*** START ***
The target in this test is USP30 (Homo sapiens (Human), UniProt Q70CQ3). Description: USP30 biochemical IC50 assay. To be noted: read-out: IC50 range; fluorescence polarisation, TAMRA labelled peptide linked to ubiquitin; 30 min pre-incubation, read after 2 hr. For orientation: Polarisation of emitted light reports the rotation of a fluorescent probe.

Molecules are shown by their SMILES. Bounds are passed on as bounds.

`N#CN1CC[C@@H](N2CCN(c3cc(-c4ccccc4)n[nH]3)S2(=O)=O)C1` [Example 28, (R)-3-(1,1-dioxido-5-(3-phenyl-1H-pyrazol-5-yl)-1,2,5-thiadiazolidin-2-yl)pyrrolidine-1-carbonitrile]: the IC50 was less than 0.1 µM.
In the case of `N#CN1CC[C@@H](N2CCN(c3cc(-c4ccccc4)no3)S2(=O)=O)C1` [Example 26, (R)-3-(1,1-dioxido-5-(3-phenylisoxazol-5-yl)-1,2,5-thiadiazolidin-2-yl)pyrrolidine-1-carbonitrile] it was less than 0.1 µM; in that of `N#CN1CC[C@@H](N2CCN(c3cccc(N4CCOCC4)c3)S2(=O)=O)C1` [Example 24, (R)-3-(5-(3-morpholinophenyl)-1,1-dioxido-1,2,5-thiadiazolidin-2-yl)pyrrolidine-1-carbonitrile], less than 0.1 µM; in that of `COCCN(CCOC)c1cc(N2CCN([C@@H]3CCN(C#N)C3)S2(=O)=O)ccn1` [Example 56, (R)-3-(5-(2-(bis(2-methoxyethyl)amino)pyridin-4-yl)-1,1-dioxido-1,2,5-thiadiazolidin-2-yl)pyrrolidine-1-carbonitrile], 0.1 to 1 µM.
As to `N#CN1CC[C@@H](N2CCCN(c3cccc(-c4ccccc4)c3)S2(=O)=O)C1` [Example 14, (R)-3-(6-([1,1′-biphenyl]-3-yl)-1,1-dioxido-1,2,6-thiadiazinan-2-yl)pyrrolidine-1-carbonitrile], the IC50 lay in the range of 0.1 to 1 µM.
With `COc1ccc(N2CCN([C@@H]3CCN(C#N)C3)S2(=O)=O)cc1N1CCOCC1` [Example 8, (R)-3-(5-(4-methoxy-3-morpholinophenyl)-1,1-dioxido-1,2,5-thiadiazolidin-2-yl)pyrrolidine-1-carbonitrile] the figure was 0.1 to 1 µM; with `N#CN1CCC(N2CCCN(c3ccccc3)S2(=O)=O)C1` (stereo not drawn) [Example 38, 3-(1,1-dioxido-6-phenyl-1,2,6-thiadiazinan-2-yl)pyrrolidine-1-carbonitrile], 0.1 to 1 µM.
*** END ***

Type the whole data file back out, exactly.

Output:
The target in this test is USP30 (Homo sapiens (Human), UniProt Q70CQ3). Description: USP30 biochemical IC50 assay. To be noted: read-out: IC50 range; fluorescence polarisation, TAMRA labelled peptide linked to ubiquitin; 30 min pre-incubation, read after 2 hr. For orientation: Polarisation of emitted light reports the rotation of a fluorescent probe.

Molecules are shown by their SMILES. Bounds are passed on as bounds.

`N#CN1CC[C@@H](N2CCN(c3cc(-c4ccccc4)n[nH]3)S2(=O)=O)C1` [Example 28, (R)-3-(1,1-dioxido-5-(3-phenyl-1H-pyrazol-5-yl)-1,2,5-thiadiazolidin-2-yl)pyrrolidine-1-carbonitrile]: the IC50 was less than 0.1 µM.
In the case of `N#CN1CC[C@@H](N2CCN(c3cc(-c4ccccc4)no3)S2(=O)=O)C1` [Example 26, (R)-3-(1,1-dioxido-5-(3-phenylisoxazol-5-yl)-1,2,5-thiadiazolidin-2-yl)pyrrolidine-1-carbonitrile] it was less than 0.1 µM; in that of `N#CN1CC[C@@H](N2CCN(c3cccc(N4CCOCC4)c3)S2(=O)=O)C1` [Example 24, (R)-3-(5-(3-morpholinophenyl)-1,1-dioxido-1,2,5-thiadiazolidin-2-yl)pyrrolidine-1-carbonitrile], less than 0.1 µM; in that of `COCCN(CCOC)c1cc(N2CCN([C@@H]3CCN(C#N)C3)S2(=O)=O)ccn1` [Example 56, (R)-3-(5-(2-(bis(2-methoxyethyl)amino)pyridin-4-yl)-1,1-dioxido-1,2,5-thiadiazolidin-2-yl)pyrrolidine-1-carbonitrile], 0.1 to 1 µM.
As to `N#CN1CC[C@@H](N2CCCN(c3cccc(-c4ccccc4)c3)S2(=O)=O)C1` [Example 14, (R)-3-(6-([1,1′-biphenyl]-3-yl)-1,1-dioxido-1,2,6-thiadiazinan-2-yl)pyrrolidine-1-carbonitrile], the IC50 lay in the range of 0.1 to 1 µM.
With `COc1ccc(N2CCN([C@@H]3CCN(C#N)C3)S2(=O)=O)cc1N1CCOCC1` [Example 8, (R)-3-(5-(4-methoxy-3-morpholinophenyl)-1,1-dioxido-1,2,5-thiadiazolidin-2-yl)pyrrolidine-1-carbonitrile] the figure was 0.1 to 1 µM; with `N#CN1CCC(N2CCCN(c3ccccc3)S2(=O)=O)C1` (stereo not drawn) [Example 38, 3-(1,1-dioxido-6-phenyl-1,2,6-thiadiazinan-2-yl)pyrrolidine-1-carbonitrile], 0.1 to 1 µM.